process? PAUL SOLMAN: Conference attendee Lynn Tilton, a professional investor with
a stake in more than 70 American manufacturing firms, was also worried — less about homeboys
than the factory workers she employs. LYNN TILTON: You ve got to take people along with
you where you go, and, frankly, if there is no work for Americans in the industrial base,
you’re leaving a lot of people behind as you’re heading to the moon. PAUL SOLMAN: Now, this
lament is as old as the hills, the hills of Rome, in fact, and its first century Emperor
Vespasian, who built the Coliseum. But he built it without the help of labor-saving
technology to move heavy columns that had been invented, but that Vespasian quashed,
because it would displace manual labor. “How will it be possible to feed the populace?”
the historian Suetonius reports him to have said. The most famous anti-automatons were
England’s 19th century Luddites, who sabotaged the textile machinery that was displacing
them. But instead of grinding to a halt, technology simply switched to ever newer gears. And,
today, we have sneakers, for example, being printed in 3-D, without a stitch of labor.
CARL BASS, CEO, Autodesk: What you have is molten plastic. And it goes down layer by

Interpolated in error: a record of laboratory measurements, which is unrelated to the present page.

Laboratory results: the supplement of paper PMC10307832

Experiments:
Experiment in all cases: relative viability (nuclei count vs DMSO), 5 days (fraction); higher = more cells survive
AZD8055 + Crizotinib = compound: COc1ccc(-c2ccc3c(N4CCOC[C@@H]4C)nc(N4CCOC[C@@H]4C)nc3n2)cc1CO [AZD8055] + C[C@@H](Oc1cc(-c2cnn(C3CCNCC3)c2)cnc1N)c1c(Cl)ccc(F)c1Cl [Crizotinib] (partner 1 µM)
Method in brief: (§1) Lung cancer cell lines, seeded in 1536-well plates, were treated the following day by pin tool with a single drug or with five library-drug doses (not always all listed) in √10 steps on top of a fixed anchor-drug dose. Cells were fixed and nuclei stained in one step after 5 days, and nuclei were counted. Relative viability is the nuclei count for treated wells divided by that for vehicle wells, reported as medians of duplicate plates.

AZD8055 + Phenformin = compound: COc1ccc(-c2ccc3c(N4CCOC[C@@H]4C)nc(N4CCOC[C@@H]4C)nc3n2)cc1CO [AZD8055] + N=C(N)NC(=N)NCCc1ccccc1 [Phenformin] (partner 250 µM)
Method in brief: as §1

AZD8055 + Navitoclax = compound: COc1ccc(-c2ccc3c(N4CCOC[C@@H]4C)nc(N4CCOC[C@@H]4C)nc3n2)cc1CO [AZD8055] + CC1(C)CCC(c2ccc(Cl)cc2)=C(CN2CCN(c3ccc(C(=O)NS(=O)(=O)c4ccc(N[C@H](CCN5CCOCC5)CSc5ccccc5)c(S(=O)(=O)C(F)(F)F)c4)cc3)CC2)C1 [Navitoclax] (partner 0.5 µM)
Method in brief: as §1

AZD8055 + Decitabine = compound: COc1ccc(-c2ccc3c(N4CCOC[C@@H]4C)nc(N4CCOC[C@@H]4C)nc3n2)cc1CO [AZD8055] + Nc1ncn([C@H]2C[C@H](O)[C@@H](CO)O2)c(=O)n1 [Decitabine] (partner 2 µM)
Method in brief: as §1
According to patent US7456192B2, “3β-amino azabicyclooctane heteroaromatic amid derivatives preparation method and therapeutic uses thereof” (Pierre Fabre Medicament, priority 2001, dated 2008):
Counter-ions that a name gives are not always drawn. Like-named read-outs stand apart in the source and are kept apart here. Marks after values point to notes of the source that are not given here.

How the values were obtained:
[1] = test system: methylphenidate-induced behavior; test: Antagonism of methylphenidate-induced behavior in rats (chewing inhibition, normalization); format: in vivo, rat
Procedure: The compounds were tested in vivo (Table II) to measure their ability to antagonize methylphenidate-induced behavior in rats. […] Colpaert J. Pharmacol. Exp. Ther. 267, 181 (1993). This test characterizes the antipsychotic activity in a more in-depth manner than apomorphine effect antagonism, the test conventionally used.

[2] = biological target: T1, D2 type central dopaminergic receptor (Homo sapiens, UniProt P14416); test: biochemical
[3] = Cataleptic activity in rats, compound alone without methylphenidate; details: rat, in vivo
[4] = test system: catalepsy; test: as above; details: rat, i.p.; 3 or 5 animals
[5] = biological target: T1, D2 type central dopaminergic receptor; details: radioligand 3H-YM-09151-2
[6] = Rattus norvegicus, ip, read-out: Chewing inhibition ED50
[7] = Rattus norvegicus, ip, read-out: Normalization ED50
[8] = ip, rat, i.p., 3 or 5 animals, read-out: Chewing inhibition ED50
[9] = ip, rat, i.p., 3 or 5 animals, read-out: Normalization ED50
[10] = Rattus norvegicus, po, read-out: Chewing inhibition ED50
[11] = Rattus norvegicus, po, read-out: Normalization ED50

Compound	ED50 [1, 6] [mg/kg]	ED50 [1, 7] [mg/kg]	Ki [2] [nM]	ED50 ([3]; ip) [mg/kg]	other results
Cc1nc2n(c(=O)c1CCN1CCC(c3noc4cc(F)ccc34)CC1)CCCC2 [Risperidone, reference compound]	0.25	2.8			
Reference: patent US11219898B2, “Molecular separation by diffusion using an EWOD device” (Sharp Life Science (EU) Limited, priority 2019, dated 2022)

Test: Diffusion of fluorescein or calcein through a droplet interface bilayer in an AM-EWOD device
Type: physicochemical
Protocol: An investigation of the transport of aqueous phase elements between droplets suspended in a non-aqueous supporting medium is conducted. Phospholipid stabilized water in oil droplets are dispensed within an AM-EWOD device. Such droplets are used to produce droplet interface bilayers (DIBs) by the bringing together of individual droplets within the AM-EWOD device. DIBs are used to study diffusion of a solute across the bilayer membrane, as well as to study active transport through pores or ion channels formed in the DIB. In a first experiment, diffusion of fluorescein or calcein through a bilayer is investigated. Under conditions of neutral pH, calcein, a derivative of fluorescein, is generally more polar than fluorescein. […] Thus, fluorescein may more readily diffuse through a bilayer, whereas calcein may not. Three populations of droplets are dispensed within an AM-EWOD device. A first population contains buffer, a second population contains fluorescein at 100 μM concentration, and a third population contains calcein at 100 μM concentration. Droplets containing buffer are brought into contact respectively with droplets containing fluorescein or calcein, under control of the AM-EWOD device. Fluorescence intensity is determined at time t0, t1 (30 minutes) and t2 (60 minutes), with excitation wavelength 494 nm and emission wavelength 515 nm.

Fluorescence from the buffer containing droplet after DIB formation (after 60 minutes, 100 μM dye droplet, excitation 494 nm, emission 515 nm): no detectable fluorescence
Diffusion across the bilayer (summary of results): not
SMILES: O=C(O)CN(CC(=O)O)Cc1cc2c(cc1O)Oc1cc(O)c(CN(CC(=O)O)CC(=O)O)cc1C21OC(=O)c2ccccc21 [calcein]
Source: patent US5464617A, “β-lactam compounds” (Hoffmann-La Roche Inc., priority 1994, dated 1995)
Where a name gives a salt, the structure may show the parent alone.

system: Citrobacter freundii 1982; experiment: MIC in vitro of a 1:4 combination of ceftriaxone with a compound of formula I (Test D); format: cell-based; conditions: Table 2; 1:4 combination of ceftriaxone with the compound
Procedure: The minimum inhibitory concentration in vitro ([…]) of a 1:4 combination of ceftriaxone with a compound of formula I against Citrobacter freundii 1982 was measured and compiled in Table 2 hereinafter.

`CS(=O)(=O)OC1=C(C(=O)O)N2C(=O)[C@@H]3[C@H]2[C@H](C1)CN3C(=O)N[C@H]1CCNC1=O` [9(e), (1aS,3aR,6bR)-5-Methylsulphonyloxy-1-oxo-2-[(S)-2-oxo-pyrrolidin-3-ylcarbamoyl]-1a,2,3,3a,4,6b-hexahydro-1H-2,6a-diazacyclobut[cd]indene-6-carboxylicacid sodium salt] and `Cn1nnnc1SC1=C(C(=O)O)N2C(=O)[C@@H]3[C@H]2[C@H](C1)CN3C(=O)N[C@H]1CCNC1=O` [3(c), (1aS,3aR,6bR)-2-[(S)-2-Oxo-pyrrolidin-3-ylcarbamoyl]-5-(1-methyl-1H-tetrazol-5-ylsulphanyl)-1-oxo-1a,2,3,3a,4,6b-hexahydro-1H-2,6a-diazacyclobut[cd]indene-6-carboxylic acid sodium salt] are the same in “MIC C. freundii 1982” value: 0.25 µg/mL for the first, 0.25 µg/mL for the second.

layer about a hundredth, two-hundredths of an inch at a time, and it builds it up. PAUL
SOLMAN: High-tech CEO Carl Bass says jobs like making sneakers aren’t just leaving the
U.S., but leaving the whole planet, as machines inexorably take over. CARL BASS: Like, you
can now go to lights-out factories, where robots do almost all of the work. PAUL SOLMAN:
And lights out? Why is it called lights out? CARL BASS: Because you really don’t need lighting
in a place that is run by robots. PAUL SOLMAN: The key to the current speedup in automation
is software. Yale senior Max Uhlenhuth’s technology, which counts and identifies the trees in the
forest by algorithm, displaces the human beings who for centuries have trudged in and done
the job by hand. MAX UHLENHUTH, SilviaTerra: My company is just me and my co-founder right
now. It’s just two people, and, right now, we’re doing the largest, most comprehensive
forest inventory ever done by man. It seems as though some time in my lifetime, there
will be very little work left for humans to do. PAUL SOLMAN: At least, very little paying
work for humans who aren’t really smart and highly educated. And that worries economists
like Richard Freeman. RICHARD FREEMAN, economist: We don’t want it to be that there’ll 20 or
30 billionaires controlling everything, and the rest of us struggling for the one or two
jobs that are out there. PAUL SOLMAN: But professional futurists like Ray Kurzweil,
whom we interviewed remotely by something called Teleportec, insist that technology